|Deputy Jason Middlekauff|
A meeting to discuss our concerns was attended by Alsobrook and Levin along with Sheriff's Deputy Jason Middlekauff, who has been working our harbor over the last 14 years, Newport Harbor Yacht Club Dock Master Anthony Palacios and Balboa Bay Club Dock Master Troy Heinemann.
The latest forecasts are calling for well above average precipitation throughout California in January through March, and the recent forecasts have shifted toward a wet December as well.
|Notice mooring ball, thimble, swivel and wire seized shackle|
1. Make sure your dock and mooring lines are all in good shape. We recommend you purchase your line from New England Ropes rather than off the shelf. Three-strand nylon line works best, I like the black because it stays cleaner than the white line. This line is made for this purpose and will outlast a bargain brand line. On your mooring its best to splice in a thimble at the end of your line that attaches to the shackle and swivel, then onto the mooring ball. Make sure you place seizing wire through the end of the pin on the shackle. The recommended chafing gear for your lines is old fire hose. This works better than leather or nearly anything else you can come up with.
|This is bad, notice the old ring, this line will break in the first blow|
2. Make sure your bilge pumps work and that the float switches will not get stuck in the up position. Clean your bilge, fiberglass, absorbent pads, oil, engine coolant, old wires and nuts and bolts. If not cared for, these things can give you a headache when your bilge pump cycles on.
3. If you have not replaced your mooring ball to the ball buoy then it's time to do so. Chuck South, from South Mooring Company, told me that a new ball buoy will cost you $300 installed. The old ring buoys are over 20 years old and there is no way to inspect the rod that runs through them. The ball buoy's chain that runs from the ground gear and can be inspected. Ball buoys should be replaced every 10 years. Also, keep in mind if you recently purchased a mooring permit you should not assume that the mooring tackle is strong enough for your boat.
4. Do your due diligence this year and take that Genoa and main sails down and fold them, then place them in their bags below decks. Take the flybridge canvas down for three months. Loose canvas and sails will do more damage than you possibly can imagine.
5. Sea lion and bird deterrence will need to be secured to the boat with extra care.
6. Your boat's insurance policy should be up to date. The city plans on following up to make sure all mooring permit holders have insurance.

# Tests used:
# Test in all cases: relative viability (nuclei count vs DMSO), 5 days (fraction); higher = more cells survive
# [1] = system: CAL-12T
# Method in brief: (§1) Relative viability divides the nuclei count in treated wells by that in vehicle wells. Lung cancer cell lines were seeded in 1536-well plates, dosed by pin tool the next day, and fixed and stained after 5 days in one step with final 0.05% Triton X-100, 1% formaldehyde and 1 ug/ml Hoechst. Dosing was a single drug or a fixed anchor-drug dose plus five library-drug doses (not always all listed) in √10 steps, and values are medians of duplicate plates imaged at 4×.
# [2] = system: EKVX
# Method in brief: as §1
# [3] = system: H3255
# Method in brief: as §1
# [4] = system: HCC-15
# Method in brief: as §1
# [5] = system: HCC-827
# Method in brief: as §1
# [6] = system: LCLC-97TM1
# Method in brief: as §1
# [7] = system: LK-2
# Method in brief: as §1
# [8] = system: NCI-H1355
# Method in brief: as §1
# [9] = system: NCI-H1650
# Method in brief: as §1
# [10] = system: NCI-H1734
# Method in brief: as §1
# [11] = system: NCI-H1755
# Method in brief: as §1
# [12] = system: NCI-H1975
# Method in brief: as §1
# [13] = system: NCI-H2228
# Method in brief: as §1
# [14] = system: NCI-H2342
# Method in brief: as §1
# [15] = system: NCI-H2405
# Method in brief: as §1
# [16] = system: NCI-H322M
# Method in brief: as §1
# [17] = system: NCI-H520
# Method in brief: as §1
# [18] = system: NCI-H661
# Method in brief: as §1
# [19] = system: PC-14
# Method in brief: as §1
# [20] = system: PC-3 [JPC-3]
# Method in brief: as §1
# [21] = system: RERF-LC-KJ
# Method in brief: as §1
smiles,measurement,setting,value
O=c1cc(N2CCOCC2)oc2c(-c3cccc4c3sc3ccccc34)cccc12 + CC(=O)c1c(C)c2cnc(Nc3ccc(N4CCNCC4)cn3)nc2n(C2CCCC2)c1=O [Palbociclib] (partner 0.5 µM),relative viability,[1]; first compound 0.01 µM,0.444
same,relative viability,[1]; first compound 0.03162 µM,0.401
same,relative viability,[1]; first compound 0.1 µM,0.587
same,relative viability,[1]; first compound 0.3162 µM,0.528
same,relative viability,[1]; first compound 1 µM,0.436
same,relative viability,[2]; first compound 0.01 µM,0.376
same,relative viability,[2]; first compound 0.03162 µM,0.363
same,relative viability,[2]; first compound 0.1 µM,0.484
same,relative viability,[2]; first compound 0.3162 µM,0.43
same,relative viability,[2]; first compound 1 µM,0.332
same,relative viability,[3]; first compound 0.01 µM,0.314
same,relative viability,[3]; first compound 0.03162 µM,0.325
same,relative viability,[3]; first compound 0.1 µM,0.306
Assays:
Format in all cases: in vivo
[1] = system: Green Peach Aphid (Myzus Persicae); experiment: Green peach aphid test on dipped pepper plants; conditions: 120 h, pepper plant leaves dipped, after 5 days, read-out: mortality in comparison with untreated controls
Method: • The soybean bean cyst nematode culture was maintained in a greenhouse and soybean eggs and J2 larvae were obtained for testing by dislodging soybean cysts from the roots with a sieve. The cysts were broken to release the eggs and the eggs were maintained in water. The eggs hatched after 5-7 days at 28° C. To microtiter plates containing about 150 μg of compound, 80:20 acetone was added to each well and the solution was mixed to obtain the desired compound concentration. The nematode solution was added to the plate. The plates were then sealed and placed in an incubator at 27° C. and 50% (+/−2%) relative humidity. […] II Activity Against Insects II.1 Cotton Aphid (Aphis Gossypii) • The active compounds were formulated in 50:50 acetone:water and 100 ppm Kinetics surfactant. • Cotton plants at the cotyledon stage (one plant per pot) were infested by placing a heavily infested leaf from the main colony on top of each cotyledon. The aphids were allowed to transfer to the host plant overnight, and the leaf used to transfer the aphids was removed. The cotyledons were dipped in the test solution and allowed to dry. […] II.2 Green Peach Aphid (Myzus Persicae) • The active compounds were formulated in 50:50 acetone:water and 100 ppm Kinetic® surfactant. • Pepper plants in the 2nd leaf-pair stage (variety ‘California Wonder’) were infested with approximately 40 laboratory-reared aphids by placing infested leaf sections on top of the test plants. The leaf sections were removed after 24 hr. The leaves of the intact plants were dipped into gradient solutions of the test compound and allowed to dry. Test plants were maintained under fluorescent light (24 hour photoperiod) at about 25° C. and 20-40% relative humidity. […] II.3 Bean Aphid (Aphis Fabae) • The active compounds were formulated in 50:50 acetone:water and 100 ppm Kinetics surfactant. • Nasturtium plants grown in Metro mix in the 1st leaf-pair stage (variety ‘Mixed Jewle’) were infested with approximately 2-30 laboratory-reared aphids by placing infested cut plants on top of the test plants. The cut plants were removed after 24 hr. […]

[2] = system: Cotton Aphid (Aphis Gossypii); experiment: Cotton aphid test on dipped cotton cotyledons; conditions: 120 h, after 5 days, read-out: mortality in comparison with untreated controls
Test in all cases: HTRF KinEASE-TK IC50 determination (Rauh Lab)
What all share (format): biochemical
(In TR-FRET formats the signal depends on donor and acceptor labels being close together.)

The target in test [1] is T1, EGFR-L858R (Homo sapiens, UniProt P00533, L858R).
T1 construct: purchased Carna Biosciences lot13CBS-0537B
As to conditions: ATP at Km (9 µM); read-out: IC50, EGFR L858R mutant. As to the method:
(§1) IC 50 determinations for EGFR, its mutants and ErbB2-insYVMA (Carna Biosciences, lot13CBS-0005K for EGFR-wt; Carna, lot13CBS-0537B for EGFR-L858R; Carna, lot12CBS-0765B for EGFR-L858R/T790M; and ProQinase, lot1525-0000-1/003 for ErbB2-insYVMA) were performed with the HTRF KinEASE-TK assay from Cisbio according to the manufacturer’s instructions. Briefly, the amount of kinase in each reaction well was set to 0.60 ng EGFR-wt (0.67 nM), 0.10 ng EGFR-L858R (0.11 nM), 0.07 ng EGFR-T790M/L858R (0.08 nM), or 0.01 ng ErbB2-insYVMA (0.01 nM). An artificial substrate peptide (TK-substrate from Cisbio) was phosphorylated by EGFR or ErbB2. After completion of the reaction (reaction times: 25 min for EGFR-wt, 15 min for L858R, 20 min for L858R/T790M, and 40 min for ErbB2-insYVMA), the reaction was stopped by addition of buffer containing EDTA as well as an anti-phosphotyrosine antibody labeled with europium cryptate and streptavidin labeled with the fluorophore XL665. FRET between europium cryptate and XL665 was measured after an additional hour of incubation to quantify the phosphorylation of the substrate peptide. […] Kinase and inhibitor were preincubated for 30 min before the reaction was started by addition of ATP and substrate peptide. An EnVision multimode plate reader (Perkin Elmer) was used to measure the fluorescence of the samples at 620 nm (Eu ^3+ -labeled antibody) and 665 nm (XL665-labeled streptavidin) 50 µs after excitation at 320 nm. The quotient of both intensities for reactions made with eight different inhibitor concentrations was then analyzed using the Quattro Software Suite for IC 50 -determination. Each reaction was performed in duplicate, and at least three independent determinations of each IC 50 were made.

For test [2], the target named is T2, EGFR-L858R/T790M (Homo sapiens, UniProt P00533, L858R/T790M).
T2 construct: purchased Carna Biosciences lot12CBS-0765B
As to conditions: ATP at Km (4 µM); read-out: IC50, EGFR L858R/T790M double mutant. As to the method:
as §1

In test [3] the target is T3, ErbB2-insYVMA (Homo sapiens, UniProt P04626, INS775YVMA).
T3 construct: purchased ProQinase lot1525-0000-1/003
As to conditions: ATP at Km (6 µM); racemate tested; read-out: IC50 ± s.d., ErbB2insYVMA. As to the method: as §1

7. Inspect the cleats on your boats. Not all boat manufacturers place backing plates under the primary mooring cleats. These cleats can get worn down over time. A good friend of mine's boat broke free during a storm when the primary mooring cleats bent.
|West Newport piling issue, the dock got stuck|
on a low piling at high tide.
We also focused our attention on private, marina dock and pier permit holders.
1. Check your dock cleats by hitting them with a hammer and making sure the bolts and backing plates are in good condition.
2. Check the condition of your dock. You might not even have a boat on your dock but you should still check your pilings, gangways rollers and pins. One idea would be to give Swift Slips a call and pay them to inspect your dock. Pete Swift recommend people check the pile connection and overgrowth of mussels on pilings. Check on flotation — if the dock is low in the water now, it will get even worse with the additional weight of wet framing. It will also tend to collect debris like branches and trash and put more of a strain on the pilings. This is especially true in the back bay areas where in the past docks have been torn out and swept into the turning basin off Lido Island.
3. During king tides, be careful not to tie your boat to the dock too tight. When low tide arrives the dock lines might hold up the floating piers. "This past week we had a king tide which brought on many high tide issues, pilings being too short and gangway wheels being lifted into the air and electrical getting wet and shorting out," Swift said.
4. If it appears we have a large storm approaching you should consider disconnecting your shore power cord.
1. Never stay on board during a storm.
2. It is a good idea to store your dingy on land this winter.
3. If you are in doubt, don't go out. You have to boat within your skill set.
4. Frequently visit your boat and inspect your dock.
5. Keep a heads-up for flotsam when boating both outside and inside the harbor after a storm.